Take a look at the Student Activity Center (SAC) at lunchtime. Does it look to you like the students are separating themselves?
In the first level in front of the kitchen most of the Hispanic students sit in groups. There are also some of African Americans and separate groups of Ethiopians, groups of Jamaicans, and groups of other Africans.
On the second level, there are some more groups of international students, mostly Ethiopians, and many groups of White students.
On the third level there are a lot of White students, probably Magnet students, who are studying, reading books of college level and talking about scientific things.
Not all students sit in separate groups because there are a few students that congregate with students of different backgrounds. But it seems that students like to congregate with other people that they feel comfortable with and socialize with their own ethnic group.
Language is one reason why this happens. "Many students who don't speak English [well] easily get intimidated." said Erich who is a senior. Mr. Gainous, the principal of Blair, agrees with this. "Language is a boundary, and the obstacle of many students who want to communicate with each other," he said.
But there are some students who speak English and they don't hang out with the other students. "There are a lot of students that think highly of themselves, especially the Magnet, and the CAP students." Camilo Ricon said, while he was doing homework among White students. Even though that he is Hispanic, he likes to hang out with North American students. "My father is North American and I grew up this way," he said.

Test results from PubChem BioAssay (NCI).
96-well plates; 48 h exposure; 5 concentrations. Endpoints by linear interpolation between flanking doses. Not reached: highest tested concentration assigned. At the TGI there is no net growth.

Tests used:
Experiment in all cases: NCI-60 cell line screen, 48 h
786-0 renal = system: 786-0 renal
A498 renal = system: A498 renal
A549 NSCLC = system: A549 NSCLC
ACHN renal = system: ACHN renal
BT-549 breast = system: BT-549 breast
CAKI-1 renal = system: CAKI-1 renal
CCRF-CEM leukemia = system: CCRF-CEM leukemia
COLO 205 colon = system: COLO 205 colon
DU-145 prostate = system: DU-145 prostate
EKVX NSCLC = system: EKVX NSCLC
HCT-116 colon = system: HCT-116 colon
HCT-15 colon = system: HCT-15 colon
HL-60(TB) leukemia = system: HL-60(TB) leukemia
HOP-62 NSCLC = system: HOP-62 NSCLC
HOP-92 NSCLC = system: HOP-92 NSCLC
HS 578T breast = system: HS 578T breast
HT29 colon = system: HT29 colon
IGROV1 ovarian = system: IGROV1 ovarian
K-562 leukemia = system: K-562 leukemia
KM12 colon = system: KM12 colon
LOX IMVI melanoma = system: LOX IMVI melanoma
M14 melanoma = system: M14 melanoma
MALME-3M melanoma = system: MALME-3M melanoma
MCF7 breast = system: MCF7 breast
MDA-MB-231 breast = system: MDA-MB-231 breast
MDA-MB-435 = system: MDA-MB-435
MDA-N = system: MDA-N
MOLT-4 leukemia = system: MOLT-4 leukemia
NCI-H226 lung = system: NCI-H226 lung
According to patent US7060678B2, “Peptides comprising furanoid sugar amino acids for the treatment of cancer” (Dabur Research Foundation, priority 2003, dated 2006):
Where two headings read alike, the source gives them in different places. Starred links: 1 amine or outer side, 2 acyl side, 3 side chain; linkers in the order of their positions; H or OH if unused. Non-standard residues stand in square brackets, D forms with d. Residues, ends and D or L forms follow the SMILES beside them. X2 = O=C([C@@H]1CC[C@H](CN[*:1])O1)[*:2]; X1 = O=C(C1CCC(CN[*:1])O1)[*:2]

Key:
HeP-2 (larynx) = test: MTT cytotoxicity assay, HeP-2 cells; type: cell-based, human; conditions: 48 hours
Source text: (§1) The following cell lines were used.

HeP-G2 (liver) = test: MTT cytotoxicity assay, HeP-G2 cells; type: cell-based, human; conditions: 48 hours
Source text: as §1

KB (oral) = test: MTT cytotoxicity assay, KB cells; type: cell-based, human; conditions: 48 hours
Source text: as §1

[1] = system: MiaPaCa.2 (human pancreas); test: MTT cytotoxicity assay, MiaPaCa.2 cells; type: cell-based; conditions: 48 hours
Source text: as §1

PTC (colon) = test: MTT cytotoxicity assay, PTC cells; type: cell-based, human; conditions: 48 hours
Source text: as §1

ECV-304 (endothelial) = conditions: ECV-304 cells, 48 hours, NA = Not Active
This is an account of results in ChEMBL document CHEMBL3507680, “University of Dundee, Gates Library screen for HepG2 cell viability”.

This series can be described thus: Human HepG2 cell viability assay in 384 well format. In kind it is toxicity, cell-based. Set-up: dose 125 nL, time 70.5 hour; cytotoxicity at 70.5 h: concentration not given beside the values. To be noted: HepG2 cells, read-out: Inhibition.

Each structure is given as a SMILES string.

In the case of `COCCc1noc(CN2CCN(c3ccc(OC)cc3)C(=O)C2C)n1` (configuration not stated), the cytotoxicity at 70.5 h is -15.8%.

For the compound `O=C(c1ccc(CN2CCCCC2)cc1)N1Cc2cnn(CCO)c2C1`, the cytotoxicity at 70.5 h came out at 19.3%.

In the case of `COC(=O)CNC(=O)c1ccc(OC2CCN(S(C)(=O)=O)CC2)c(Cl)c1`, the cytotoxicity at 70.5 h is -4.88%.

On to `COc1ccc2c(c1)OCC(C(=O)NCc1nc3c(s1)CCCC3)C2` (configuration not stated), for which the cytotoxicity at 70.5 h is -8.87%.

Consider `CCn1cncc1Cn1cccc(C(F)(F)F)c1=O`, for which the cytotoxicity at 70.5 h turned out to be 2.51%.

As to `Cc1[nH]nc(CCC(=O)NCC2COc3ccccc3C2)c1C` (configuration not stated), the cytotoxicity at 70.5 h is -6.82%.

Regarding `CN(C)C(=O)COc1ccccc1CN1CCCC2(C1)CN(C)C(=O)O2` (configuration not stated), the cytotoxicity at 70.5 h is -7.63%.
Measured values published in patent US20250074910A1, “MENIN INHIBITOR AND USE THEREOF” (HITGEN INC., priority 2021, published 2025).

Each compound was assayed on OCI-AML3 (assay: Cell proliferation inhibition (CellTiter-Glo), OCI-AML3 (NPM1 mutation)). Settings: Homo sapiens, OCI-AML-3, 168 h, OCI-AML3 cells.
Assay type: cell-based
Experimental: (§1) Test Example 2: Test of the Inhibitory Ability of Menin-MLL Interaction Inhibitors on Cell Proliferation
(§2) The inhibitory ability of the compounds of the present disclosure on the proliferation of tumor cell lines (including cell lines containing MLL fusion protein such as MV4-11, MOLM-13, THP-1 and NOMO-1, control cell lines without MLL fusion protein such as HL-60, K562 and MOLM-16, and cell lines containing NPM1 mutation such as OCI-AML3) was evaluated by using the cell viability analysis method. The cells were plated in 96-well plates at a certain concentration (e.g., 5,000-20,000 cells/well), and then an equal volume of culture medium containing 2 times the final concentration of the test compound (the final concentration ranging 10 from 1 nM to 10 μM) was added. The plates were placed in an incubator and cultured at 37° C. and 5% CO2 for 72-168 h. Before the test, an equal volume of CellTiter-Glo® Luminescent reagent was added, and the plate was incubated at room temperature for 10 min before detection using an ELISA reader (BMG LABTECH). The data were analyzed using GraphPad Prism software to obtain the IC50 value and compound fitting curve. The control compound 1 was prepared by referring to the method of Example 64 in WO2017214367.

The security assistant, Everett Campbell, thinks that it is OK to be sitting and hanging out with your own ethnic group, "People who share the same background tend to hang out," he said. And as Mr. Gainous also said it, "They have something in common."
Brain Kelly, a Magnet student thinks that this is a problem. "When you started school, you started to socialize with people of your own ethnic group even in the neighborhood," he said. "There is nothing you can do about it but I feel bad about this because this is like segregating ourselves," he added.
According to Mr. Gainous, students tend to fall into groups because of sports and activities, classes they take as well as the neighborhood they live in. But he added, "It would bother me if the students segregated themselves completely because of race or culture."
Mr. Gainous feels that the important thing is not how students group themselves but the respect they have for each other as students. "If you have an atmosphere of respect where all the students respect one another as individuals, it wouldn't matter what color or culture you are from," Mr. Gainous said.
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